India's economic resilience in the face of global scrutiny – Firstpost

The Indian economy is growing rapidly and lifting many people out of extreme poverty. PTI

The Orientalism eloquently articulated by Edward Said in his works is quickly being questioned in the Indian context and the rest of the world is listening. Quick-witted remarks on comments that undermine India's common man's ability to fight for a Western-adjacent elite have become commonplace in international relations, and realpolitik is rarely covered with reams of euphemisms. This includes discussions about intelligence, defense, interference in India's internal affairs and the like.

However, the economic front may be the last bastion in which the West's Orientalist gaze is likely to be challenged by a purely academic defense. The problem is not that gentlemanly responses are improper; The point is rather that a political vendetta cannot be prevented through the academic articulation of facts. Finally, the perpetrator is rarely uneducated in data analysis, but rather has a vested interest in misrepresenting it, often through outright lies.

Take, for example, Ashoka Mody's article in which he refutes the data that poverty in India has fallen almost three times as fast as the last decline. Apparently this is not a topic that should be discussed over numbers, a topic he defines most delicately as “The numbers stink.”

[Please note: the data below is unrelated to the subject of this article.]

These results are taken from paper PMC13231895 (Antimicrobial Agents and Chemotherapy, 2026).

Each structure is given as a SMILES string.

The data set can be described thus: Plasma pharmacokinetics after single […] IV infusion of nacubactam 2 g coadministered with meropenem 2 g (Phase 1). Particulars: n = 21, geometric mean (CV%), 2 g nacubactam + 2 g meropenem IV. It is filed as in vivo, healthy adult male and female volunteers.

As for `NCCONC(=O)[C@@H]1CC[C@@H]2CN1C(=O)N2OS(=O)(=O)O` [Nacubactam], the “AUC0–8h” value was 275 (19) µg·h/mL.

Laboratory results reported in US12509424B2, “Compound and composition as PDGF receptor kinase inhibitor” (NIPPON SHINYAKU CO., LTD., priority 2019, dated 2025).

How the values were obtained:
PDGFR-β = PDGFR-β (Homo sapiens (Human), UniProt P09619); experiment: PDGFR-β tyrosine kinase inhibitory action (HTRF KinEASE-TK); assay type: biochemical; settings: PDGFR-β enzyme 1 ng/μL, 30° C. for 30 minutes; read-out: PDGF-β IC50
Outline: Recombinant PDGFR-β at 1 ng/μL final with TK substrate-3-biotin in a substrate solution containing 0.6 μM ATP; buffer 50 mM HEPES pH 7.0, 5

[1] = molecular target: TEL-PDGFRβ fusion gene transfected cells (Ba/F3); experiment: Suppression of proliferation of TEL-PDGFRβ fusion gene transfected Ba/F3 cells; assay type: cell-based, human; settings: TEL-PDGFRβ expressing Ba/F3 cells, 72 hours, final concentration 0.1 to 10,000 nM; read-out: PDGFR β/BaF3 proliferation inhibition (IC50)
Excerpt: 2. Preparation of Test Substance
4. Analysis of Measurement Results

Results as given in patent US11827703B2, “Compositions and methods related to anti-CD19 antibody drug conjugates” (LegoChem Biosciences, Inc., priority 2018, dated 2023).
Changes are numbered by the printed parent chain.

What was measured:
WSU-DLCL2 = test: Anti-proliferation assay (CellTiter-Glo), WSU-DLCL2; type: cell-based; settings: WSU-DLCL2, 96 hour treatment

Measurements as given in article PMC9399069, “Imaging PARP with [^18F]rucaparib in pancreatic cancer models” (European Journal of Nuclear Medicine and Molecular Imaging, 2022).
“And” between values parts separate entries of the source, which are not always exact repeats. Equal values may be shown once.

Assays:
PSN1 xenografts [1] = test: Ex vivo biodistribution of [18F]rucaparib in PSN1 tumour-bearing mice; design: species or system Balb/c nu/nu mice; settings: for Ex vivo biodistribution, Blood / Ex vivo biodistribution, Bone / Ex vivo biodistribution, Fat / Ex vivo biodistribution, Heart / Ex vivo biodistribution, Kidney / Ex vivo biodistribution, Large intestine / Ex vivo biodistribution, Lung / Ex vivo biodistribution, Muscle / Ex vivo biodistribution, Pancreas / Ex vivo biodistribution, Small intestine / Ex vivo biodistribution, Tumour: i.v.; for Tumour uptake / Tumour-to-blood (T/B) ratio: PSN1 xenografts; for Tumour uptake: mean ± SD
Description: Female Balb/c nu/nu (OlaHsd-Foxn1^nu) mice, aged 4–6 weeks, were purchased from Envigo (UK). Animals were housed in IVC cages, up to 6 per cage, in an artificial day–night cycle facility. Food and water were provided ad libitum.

Instead, the Indian government's calculation of 2023 GDP using global standards is somehow linked to the 2011 census to illustrate through tone rather than data that both are inaccurate. When a similar approach is used to tie together a few less disparate facts, such as the matter of Project Syndicate publishing Mody's articles and periodically also publishing the Soros father-son duo, one can understand why India's vehement rejection of economic growth must be so disingenuously misrepresented.

The publication provides India's political opposition with a global far-left platform by publishing Shashi Tharoor in place of one of India's truly important politicians, along with fear-mongering articles en masse by openly anti-India commentators whose storied legacy rests on the denigration of the nation. An arm of the
The many tentacles of the Open Society
The analysis can hardly be expected to be objective. Nonetheless, the malice expressed in this particular piece by Mody makes the rapid eradication of poverty in India seem like a personal blow to the author.

“In analyzing the recently released consumption expenditure data, Bhalla and Bhasin appear to have converted the $1.90 threshold into rupees at the IMF’s reported purchasing power parity rate of 22.9 rupees per dollar. Consequently, their analysis categorizes people as poor only if they cannot spend Rs 45 a day,” he writes. Unfortunately for him, it's an easy lie to spot because the methodology that uses the World Bank's poverty line of $1.90 per capita per month is accurate
Rs. 1454 in rural areas and Rs. 1750 in urban areas
instead of the PPP method reported by the IMF has already been published by Bhalla and Karan Bhasin and re-specified in a recent report MoneyControl Article.

But for those seeking confirmation in an anti-India story and unwilling to take a closer look at facts that might refute their beliefs, Mody's article offers a masterclass in misrepresentation. This false data is why he justifies the title of his article and says that it is like wishing poverty away. Instead, through his miscalculation, he wants the multi-dimensional uplift of millions of Indians who now have access to electricity, running tap water, gas cylinders, a leak-free public distribution system and direct cash transfers from a welfare government focused on digital infrastructure to resolve once deadlocked conditions avoid corruption.